“There’s a couple of turnoffs as you’re going through the twisties that overlook this entire valley,” he said of the road up to Signal Hill.
Two riders, who by happenstance find themselves at River Drifters on a sunny afternoon, watch the slow-moving Tennessee River and discuss the virtues of adventure bikes. The food is great. The company enjoyable. The journey remaining rewarding. This family owned business, I discover, is a popular one for locals and tourists alike.
“We’re a little off the beaten path, but we are welcoming of everyone,” said Caitlan Eich, a manager at River Drifters. “We have our regulars who are from the mountains. We have lots of tourists. We’re just a cool, little place on the river.”
Her family has been in the restaurant business for generations, and River Drifters has the welcoming feel of a community-oriented establishment. The menu has a great selection and the staff warm and friendly.
“We’re definitely well known for our burgers. My grandfather perfected how to make the perfect burger back at his restaurant in the ’70s, and we’ve just done it the same way ever since,” she said. “We’re known for our burgers, for our catfish. We do chefs specials on the weekends. This Saturday, we’re doing our lobster rolls, which people go crazy for. Every time we do lobster rolls, we think we’ve ordered enough, but every time it’s guaranteed we sell out.”
I backtrack a few miles to hit the road up to Signal Point. A small park allows visitors to venture out to the precipice to look out on the river below the flat-top mountains of the Cumberland Plateau, formed 285 million years ago when an ancient fault line lifted the seabed a thousand feet and water eventually carved out a gap.
After admiring the view, I head back to the river. Eich, the River Drifters manager, gave me a tip about a scenic riverfront spot on a road I planned to travel. You know it’s worth following when the directions include “look for the donkeys” before the pull off. I found the aforementioned equines, and the view was stunning. I sat on my Yamaha and watched as personal watercraft made their way up the river gorge bordered by the green walls of the Cumberland Plateau.
“Our house is actually up on the Cumberland Plateau,” Stracener said. “It’s a beautiful place to ride. Everywhere you go, there is nothing but twisties and turnies. It’s the perfect place to ride.”
I follow River Canyon Road along the north shore of the Tennessee River west of Chattanooga. The road keeps growing smaller, almost to one lane. The road stays narrow, but the river widens, forming Nickajack Lake, thanks to a TVA dam. I’m grateful for the trees shading this undulating, but narrow path. As the road passes next to Cooper State Forest, it feels very remote, something that horror movie makers would love to film. I don’t worry.
“There’s great people. Friendly. I’ve never had any problems out of the road,” Stracener said back at River Drifters. “Even riding dirt trails where you end up in someone’s back yard, they’ll wave at you.”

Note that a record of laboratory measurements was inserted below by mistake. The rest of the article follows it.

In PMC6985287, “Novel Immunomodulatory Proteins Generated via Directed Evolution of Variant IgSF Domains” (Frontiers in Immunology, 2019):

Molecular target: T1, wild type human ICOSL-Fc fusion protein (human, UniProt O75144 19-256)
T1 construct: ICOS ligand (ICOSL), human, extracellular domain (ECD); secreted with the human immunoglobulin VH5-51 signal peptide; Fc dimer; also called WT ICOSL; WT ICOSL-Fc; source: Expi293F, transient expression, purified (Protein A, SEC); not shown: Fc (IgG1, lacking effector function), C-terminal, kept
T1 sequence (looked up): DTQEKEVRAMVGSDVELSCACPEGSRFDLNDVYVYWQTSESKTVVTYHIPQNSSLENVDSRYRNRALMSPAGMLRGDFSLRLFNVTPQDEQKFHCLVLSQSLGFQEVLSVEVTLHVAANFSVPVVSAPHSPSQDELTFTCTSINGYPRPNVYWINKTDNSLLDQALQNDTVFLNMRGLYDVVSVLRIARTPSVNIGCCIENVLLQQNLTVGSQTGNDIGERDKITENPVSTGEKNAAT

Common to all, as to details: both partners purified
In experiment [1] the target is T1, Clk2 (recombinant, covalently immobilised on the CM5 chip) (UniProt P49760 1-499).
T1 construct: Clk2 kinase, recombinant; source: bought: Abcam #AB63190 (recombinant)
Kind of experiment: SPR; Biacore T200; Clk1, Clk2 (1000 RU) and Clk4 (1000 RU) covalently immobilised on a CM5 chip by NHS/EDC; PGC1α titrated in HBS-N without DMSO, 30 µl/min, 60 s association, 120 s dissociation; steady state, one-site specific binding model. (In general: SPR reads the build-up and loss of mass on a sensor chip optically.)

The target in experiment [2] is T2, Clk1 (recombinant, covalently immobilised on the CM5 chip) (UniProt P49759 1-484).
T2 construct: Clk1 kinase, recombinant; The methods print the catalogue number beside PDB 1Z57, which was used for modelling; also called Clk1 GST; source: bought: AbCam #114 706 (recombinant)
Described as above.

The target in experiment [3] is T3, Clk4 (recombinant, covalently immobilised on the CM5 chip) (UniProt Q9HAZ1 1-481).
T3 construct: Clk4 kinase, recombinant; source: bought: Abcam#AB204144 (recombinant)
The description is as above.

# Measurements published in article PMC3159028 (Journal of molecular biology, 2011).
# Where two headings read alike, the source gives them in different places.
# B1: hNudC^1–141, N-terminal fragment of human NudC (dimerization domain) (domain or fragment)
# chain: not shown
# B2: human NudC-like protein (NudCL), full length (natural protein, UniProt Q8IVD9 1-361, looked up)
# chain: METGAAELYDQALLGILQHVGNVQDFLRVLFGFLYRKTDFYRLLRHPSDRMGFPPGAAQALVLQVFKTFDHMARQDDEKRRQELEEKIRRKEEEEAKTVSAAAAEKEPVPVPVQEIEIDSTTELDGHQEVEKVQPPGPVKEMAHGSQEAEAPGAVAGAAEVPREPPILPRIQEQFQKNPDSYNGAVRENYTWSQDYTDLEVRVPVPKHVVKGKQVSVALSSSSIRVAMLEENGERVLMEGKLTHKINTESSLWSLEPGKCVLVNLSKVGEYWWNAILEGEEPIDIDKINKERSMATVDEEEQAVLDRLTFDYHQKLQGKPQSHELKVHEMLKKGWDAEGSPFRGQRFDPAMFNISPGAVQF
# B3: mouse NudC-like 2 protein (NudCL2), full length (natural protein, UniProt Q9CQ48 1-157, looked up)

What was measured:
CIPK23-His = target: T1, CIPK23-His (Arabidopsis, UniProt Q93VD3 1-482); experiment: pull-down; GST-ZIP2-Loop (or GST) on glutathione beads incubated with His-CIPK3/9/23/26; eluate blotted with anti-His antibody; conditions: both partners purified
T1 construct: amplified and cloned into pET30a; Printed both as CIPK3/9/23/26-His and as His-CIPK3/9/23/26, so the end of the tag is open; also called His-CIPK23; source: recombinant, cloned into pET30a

To keep next to the Tennessee River, I forced to get on Interstate 24 from Route 27, the highway where my lovely tree-lined river road emerged. There’s a rest area on an island off the eastbound lane that’s worth a stop if not for a bathroom break but for the view of Nickajack Lake. Feeling refreshed, I took the next exit on Route 156 and the turnoff for Lakeview Drive. This two-lane road would follow the river down into Alabama.
The mountains surrounding me for 250 miles vanish. It’s hard to see the river while riding along a flat plane lined with agricultural fields. There’s the last vestige of the Appalachians slowing shrinking to my left. Before I could mourn their vanishing, I reach the road where I’ll again cross the Tennessee River, this time across the elegant mid-century, steel-lattice Capt. John Snodgrass Bridge.
The 1,400-foot bridge completed in 1958 carries a two-lane Route 117 to Stevenson, Alabama. Having crossed the Tennessee River three times during my journey, this bridge is only one that made me stop to admire it. There’s a parking lot and boat ramp on the western end, the perfect spot to gaze at the twin peaks of its recently restored metal arches. I’ll never understand why 21st century bridge builders insist on constructing boring, concrete roadways future generations will never stop to admire.
The sun left me, so I staying the night in Scottsboro not far from the river. The new day meant I was forced to leave the riverside to venture into Huntsville, failing to find a route near the banks of the waterway, to attend my uncle’s funeral.
I arrived in Rocket City early and found the ornate chapel where services would be held. I wore only my riding gear – hey, at least it was black. It gave me time to admire the gothic revival architecture of the Episcopal Church of the Nativity, built in 1859. My uncle always had style and class, even in death.
My cousins were happy to see me, and seemed a bit surprised I’d ride a motorcycle in a rambling, 350-mile backroad trip to attend the funeral. The quizzical looks continued when I told them I’m talking an out-of-the-way route home – due north on country roads to find U.S. 64 in middle Tennessee and follow it east down the Monteagle Grade, a mountain I’ve wanted to ride since hearing Jerry and Johnny Cash sing about it. Spoiler alert: It was boring and a disappointment for a rider accustomed to riding Old Fort Mountain, the Saluda Grade, the Cumberland Tunnel and much steeper mountain passes in the southern Appalachians.
Soon I returned to ride along the Tennessee River. I knew any tributary I found would lead me back to my Blue Ridge home.
I let the miles roll beneath me and thought about how life is short, but the Tennessee River remains eternal.